How many times in the past few years have we heard why it is important to put aside political differences for the greater good when it comes to developing infrastructure?
This week the second reading of the High Speed 2 bill was comprehensively cleared by 452 votes to 41 and a bid by Conservative MP Cheryl Gillan to have the project scrapped was rejected.
The vote was perhaps most notable for demonstrating Labour’s backing for the scheme after months of speculation that its support was cooling.
This finally offered reassurance that cross-party support genuinely exists for the biggest infrastructure project on the horizon for the construction industry.
But Conservative MP Sir John Randall likened his decision to cast a vote opposing HS2 as being on a par with his vote against the Iraq War in 2003.
This shows the emotive language that infrastructure investment can inspire. It’s not simply a question of whether schemes will boost the economy, provide jobs, or even help UK firms to export their skills around the world.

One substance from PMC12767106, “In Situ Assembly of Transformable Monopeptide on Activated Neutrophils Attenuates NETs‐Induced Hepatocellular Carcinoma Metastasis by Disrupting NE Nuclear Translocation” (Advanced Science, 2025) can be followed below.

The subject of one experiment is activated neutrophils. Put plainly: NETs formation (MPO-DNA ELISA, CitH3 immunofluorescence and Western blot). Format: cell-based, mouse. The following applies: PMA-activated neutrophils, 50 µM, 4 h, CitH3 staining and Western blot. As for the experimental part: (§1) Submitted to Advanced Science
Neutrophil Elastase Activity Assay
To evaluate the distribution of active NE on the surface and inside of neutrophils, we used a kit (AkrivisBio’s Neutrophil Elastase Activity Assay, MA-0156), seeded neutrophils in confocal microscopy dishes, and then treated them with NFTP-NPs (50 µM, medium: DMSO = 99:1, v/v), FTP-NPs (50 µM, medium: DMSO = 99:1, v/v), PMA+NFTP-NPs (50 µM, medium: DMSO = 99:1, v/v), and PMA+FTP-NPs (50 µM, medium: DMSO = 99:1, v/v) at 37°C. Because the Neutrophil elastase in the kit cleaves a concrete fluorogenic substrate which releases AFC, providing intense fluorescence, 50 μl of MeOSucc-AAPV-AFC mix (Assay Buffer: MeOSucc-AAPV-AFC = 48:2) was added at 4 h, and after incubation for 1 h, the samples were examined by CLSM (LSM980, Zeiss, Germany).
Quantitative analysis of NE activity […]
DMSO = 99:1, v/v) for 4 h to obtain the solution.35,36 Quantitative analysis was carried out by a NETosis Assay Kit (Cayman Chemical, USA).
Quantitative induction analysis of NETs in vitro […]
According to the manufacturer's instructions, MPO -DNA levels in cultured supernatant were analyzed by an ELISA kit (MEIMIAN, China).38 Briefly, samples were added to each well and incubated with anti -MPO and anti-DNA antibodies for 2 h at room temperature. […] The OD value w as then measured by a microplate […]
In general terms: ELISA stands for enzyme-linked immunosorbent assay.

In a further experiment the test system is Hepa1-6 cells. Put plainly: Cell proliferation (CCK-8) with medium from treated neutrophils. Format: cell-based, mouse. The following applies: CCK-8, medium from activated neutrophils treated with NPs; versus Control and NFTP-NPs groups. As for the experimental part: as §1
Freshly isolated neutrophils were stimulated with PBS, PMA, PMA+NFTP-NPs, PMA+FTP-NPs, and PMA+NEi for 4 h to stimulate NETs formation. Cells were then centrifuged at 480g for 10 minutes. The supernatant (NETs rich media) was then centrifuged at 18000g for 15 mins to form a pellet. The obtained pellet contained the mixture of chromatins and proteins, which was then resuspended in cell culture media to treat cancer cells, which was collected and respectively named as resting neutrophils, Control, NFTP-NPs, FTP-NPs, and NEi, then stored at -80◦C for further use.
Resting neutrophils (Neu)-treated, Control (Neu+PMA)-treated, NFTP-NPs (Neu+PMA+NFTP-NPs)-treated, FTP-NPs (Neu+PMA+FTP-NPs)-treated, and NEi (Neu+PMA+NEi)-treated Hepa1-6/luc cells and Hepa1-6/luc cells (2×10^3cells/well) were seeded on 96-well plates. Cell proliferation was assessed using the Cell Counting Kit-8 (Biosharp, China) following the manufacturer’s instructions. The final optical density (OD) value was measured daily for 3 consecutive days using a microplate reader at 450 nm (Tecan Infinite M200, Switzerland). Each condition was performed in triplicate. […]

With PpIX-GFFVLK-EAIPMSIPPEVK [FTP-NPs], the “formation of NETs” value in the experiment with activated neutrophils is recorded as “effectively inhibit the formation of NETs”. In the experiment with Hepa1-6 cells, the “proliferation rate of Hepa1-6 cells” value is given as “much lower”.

Research by the CBI has shown that the public often don’t recognise or simply refuse to countenance infrastructure upgrades in their own backyards.
“Is the NIP the joined-up, coherent strategy that will allow contractors to recruit, upskill and form long-term plans?”
It was strange, then, that the prime minister was conspicuous by his absence when it came to the HS2 vote, held close to midnight on Monday.
If ever a scheme was crying out for leadership it is this one. Divisive and controversial, HS2 needs consistent, emphatic support from senior politicians if it is to proceed.
Is Sir John Armitt therefore right to say we need an independent infrastructure commission to take on the leadership of our infrastructure priorities over the coming decades?
Not so, according to David Cameron, who this week tells Construction News that the current National Infrastructure Plan negates the need for such a commission.
But is the NIP the joined-up, coherent strategy that will allow contractors to recruit, upskill and form long-term plans for an industry on a stable path to growth?
We have a housing crisis. Our infrastructure lags far behind other developed nations.
Why do we not have one dedicated leader overseeing infrastructure, both social and economic, within the halls of Westminster, rather than a disparate series of voices from multiple government departments and with different political ideologies?
As we look ahead to the 2015 general election, which is now only a year away, Construction News asks: is now the time for our industry to finally have its own seat at the cabinet table?